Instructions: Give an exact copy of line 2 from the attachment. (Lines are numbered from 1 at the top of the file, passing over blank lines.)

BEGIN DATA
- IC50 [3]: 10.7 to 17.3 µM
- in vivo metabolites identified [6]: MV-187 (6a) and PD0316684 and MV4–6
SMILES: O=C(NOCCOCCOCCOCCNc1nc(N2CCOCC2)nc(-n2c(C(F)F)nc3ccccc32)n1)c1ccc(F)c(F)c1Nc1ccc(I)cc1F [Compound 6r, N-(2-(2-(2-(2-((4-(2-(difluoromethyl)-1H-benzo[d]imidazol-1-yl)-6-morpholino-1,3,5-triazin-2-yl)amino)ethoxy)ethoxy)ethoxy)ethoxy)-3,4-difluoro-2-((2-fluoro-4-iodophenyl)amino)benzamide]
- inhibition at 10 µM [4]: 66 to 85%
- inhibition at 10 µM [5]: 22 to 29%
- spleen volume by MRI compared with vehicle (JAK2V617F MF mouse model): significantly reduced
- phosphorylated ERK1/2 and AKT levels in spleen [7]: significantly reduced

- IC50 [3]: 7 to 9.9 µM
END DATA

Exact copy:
- in vivo metabolites identified [6]: MV-187 (6a) and PD0316684 and MV4–6